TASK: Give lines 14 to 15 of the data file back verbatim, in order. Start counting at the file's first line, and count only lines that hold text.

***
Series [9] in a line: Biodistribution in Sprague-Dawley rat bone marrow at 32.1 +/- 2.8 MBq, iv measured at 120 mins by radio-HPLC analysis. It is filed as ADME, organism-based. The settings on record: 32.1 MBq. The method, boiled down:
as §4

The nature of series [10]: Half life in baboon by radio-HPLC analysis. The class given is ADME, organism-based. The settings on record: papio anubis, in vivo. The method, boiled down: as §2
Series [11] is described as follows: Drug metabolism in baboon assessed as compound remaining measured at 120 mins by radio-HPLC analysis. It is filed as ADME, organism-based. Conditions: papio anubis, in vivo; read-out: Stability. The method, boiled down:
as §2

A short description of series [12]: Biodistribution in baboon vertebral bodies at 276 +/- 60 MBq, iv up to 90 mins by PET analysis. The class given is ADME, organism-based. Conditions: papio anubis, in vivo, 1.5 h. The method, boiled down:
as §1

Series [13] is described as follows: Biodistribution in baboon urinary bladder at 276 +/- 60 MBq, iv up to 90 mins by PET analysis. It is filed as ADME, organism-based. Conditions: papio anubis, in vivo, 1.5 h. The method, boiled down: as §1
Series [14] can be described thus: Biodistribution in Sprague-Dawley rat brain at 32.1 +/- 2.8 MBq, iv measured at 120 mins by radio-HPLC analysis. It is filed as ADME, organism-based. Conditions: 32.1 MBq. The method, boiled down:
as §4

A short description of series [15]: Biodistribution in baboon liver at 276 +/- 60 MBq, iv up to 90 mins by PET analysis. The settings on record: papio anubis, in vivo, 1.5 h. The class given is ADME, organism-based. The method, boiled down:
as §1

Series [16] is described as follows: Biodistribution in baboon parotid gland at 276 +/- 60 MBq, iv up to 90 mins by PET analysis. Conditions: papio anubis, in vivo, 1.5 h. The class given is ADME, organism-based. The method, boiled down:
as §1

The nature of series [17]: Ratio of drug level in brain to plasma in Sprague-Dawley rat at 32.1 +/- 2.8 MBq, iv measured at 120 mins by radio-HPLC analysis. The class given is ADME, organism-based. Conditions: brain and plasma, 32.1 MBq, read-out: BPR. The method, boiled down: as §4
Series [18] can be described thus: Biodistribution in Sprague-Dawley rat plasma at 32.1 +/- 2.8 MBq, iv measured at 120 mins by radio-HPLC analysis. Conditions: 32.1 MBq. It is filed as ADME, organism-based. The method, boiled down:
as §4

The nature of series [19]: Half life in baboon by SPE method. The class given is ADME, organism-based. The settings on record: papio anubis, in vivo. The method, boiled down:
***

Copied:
as §1

The nature of series [17]: Ratio of drug level in brain to plasma in Sprague-Dawley rat at 32.1 +/- 2.8 MBq, iv measured at 120 mins by radio-HPLC analysis. The class given is ADME, organism-based. Conditions: brain and plasma, 32.1 MBq, read-out: BPR. The method, boiled down: as §4